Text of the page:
I know people probably have questions about bottom surgery, after yesterday’s post, so I wanted to shed light on something that’s probably pretty mysterious for most cisgender people. I will talk about some specifics of the procedure and its recovery, but hopefully not in a way that will squick people out. Nonetheless, if you’re squeamish, you might want to sit this one out.
OK, so what is bottom surgery? For trans woman, it’s creating a vagina and vulva out of male genital tissue. It’s not cut off, it’s reused. (I’ll talk about trans men later.) It’s commonly been referred to as sexual reassignment surgery, or more recently, gender confirmation surgery a term I’m personally not fond of because I know my gender identity regardless of what pink bits I have. The antiquated term, “sex change,” is one to avoid using.
Why go to Thailand? Short answer: If you were re-arranging the furniture, wouldn’t you want to go to the best surgeon you can find? While there are some excellent surgeons in the U.S. (and more surgeons are learning the procedure), surgeons in Thailand are usually using a technique that’s more advanced (the Thais have been pioneers in this field). Generally the results have better aesthetics, are better at retaining sensation, and involve a single surgery, rather than two months of surgery several months apart. The trade-off is that it’s a tougher recovery because more work is being done at once.
Does it look “natural” and perform “naturally”? Yes, definitely. (Trust me I’ve looked a more than my fair share of post-surgery pics when doing research.) Obviously there are some scars, most notably along the creases of the leg, but after healing, they’re surprisingly invisible. As far as the second question, usually you end up with the same depth as a factory-installed version, however it is a bit less stretchy, and some more adventurous forms of penetration are probably off the table. However, it doesn’t really self-lubricant to same degree, so lube is a must. Also, state the obvious, no, it doesn’t menstruate — one aspect of womanhood, I’m happy to miss out on — although it can it vulnerable to yeast infections, etc.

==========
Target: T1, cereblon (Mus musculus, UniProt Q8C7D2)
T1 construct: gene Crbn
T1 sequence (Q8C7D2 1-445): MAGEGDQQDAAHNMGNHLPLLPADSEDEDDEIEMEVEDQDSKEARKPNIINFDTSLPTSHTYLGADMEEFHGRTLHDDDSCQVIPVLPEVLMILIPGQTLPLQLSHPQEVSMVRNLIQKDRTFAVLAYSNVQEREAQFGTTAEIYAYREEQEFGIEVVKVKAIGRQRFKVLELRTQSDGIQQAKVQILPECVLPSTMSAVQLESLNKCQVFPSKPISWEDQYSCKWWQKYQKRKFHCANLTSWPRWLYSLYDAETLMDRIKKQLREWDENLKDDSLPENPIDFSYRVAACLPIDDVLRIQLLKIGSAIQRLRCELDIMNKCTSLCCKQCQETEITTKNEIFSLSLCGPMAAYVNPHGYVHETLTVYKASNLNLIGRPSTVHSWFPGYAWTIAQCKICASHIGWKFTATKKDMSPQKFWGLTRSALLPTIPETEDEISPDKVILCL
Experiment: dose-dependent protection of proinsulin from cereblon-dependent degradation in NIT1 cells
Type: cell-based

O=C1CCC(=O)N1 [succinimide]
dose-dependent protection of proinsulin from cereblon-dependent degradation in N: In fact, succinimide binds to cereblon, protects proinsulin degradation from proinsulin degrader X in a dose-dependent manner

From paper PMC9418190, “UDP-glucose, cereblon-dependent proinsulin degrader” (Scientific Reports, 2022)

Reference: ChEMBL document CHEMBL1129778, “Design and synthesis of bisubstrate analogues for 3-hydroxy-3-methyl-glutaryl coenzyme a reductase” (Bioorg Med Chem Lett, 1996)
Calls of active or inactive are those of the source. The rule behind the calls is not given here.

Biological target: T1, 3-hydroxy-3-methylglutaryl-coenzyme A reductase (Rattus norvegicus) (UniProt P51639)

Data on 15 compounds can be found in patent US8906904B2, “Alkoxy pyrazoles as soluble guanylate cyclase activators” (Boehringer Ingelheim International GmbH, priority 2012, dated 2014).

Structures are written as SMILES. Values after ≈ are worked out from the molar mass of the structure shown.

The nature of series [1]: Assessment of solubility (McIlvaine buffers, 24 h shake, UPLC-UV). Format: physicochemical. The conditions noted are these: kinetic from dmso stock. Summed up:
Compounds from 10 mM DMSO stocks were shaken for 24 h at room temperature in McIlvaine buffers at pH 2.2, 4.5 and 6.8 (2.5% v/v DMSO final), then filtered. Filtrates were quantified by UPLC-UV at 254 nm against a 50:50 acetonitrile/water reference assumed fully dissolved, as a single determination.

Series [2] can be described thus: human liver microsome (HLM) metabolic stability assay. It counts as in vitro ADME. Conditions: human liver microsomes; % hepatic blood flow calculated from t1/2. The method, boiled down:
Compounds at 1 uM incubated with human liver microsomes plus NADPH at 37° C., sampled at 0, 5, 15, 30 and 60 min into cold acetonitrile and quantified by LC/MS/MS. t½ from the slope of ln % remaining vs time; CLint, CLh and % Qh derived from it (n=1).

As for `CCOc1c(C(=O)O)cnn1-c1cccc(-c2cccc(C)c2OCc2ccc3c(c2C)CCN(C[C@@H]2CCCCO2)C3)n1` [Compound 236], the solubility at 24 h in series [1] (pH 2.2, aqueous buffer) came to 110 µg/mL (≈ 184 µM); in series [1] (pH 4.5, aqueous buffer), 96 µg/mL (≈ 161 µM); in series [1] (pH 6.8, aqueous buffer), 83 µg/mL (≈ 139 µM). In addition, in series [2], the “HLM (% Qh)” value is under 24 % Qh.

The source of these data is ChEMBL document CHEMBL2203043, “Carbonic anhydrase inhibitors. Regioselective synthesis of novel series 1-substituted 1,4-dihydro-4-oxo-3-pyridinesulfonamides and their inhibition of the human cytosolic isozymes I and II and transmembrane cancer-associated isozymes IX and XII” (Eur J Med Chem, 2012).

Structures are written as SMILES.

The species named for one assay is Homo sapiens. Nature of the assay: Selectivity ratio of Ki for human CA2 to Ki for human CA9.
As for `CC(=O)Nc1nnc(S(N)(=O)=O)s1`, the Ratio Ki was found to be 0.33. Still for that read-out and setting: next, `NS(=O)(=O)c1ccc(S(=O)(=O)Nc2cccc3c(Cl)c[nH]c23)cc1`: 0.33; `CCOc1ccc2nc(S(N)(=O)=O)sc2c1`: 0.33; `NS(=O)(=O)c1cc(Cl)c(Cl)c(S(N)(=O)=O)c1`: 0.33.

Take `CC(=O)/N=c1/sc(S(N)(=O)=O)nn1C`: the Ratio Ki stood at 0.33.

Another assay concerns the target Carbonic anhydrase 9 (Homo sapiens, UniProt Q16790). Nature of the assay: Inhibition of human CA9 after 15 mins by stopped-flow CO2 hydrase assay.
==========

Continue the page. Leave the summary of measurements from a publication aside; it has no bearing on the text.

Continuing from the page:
How do they do it? Contrary to popular lore, they don’t cut it off, rather the tissue is reused. The “penile inversion” technique that’s widely used in the U.S. is exactly what it sounds like: They essentially turn the penis inside out, strip away unneeded tissue — e.g. the erectile tissue — and reform that into a vagina and clitoris, as well as reroute the urethra into the proper location. Dr. Suporn invented the “Chouburi Flap” technique, now used by other Thai surgeons, which does things somewhat differently and places a premium on “mapping” tissue to it’s equivalent place, e.g. the foreskin and glans are similar tissue to that of the inner labia, so it’s used to create them. The technique also emphasizes making sure the appropriate levels of sensation are in the right place, e.g. the vulva is more sensitive than the vagina, and that the vagina uses more sensitive tissue near the opening and less further back (just like the factory-installed version). If there’s not enough genital donor tissue, then they may use skin grafts from other parts of the body. I’m not sure if it’s part of the Chonburi Flap technique per se, but Thai surgeons are adapt at stripping away the layer of skin (dermis) of scrotal tissue where the hair follicles are, eliminating the for genital electrolysis <shudders> pre-surgery. Either is necessary to prevent hair from growing inside the neo-vagina.